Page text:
DFI has announced what they consider the world’s smallest single-board computer (SBC) that uses on AMD’s Ryzen Embedded processor. The highly-integrated credit card-sized GHF51 motherboard can be used for a variety of applications that have to be small, yet offer capabilities as well as performance of a modern PC.

The DFI GHF51 1.8-inch platform carries AMD’s dual-core Ryzen Embedded R1000-series SoC with AMD Radeon Vega GPU featuring three compute units (192 stream processors) with hardware H.264, H.265, and VP9 decoding. The SoC can be paired with 2/4/8 GB of single-channel DDR4-3200 memory as well as 16/32/64 GB of eMMC storage. The SBC features one Mini PCIe slot for an add-in card, an 8-pin DIO header, two micro HDMI 1.4 outputs (4Kp30), one USB 3.2 Gen 2 Type-C port, a GbE connector (controlled by the Intel I211AT or the I210IT chip), and an fTPM 2.0 chip.

At present, DFI lists two AMD Ryzen-powered SBCs: the GHF51-BN-43R16 with the Ryzen Embedded R1606G APU (2.60 GHz – 3.50 GHz, 12 W) as well as the GHF51-BN-43R15 with the Ryzen Embedded R1505G APU (2.40 GHz – 3.30 GHz, 12 W). Both boards carry 4 GB of DDR4-3200 memory, 32 GB of eMMC storage, two micro HDMI outputs, a GbE port, and one USB 3.1 Gen 2 Type-C port. Eventually, the company plans to add motherboards powered by the lower-power Ryzen Embedded R1102G (1.20 GHz – 2.60 GHz, 6 W) or Ryzen Embedded R1305G (1.50 GHz – 2.80 GHz, 8/10 W) SoCs into the lineup in a bid to address applications that have to be less power hungry.

DFI’s GHF51 SBC is an example when AMD’s Ryzen Embedded enters the small form factor embedded market. The 1.8-inch SBCs can power various small form-factor or IoT applications that can take advantage of high-performance Zen cores, but theoretically they can also be used inside devices that currently use Raspberry Pi or similar. Obviously, a Ryzen Embedded SBC will probably cost more than a Raspberry Pi, but it will also provide higher performance, which opens doors to new use cases.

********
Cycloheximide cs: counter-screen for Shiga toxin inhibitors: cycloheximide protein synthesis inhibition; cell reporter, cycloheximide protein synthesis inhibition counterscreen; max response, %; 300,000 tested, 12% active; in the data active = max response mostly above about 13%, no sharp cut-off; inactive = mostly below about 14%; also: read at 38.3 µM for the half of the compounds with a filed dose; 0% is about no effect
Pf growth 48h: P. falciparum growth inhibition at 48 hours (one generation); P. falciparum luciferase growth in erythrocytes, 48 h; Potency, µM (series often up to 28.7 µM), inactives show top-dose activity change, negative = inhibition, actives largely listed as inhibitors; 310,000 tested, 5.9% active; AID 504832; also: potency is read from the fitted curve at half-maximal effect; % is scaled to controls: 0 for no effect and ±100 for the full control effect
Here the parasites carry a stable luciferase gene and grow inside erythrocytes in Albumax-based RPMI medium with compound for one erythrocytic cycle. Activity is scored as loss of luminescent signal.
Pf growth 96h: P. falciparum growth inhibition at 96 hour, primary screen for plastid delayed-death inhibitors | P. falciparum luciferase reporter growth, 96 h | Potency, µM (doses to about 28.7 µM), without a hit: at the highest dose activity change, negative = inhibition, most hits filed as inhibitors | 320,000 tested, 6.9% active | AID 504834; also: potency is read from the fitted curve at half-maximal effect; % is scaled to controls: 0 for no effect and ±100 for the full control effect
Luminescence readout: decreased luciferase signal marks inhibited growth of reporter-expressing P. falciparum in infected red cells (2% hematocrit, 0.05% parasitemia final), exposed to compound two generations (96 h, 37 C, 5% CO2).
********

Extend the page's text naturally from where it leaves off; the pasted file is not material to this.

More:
DFI has not announced pricing of its AMD Ryzen Embedded-based SBCs or their availability dates. In fact, the GHF51 product page currently mentions ‘Preliminary’ status of the boards.

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Sources: DFI

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  • SirKnobsworth - Sunday, March 22, 2020 - link

    It's micro HDMI though, you need an adapter anyway
  • vladx - Monday, March 23, 2020 - link

    No you don't, there are direct mini HDMI to HDMI cables, no adapter required when same protocols are used.
  • Threska - Friday, March 20, 2020 - link

    Only one Ethernet, so no router-type duties.
  • nandnandnand - Saturday, March 21, 2020 - link

  • ForexBoW - Saturday, March 21, 2020 - link

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  • vladx - Saturday, March 21, 2020 - link

    Capable of HEVC and VP9 yet doesn't have 4K display output, that's just sad.
  • nandnandnand - Saturday, March 21, 2020 - link

    HDMI 1.4 can do 4K at 30 Hz, or 60 Hz with Display Stream Compression. No HDR, I think.

    Raspberry Pi did good by leapfrogging straight to HDMI 2.0, beating some of the competing boards like this one.

  • DanNeely - Saturday, March 21, 2020 - link

    Do any monitors support DSC yet?
  • vladx - Monday, March 23, 2020 - link

    Yep, HDMI 1.4 is not enough except for 23-25 FPS content.
  • zekehimself - Saturday, March 21, 2020 - link

    Single-channel RAM? Hard pass!
    Any non-industry use can be thrown out.
    I'm guessing even the industry has standards for memory access latency too so, time will tell.

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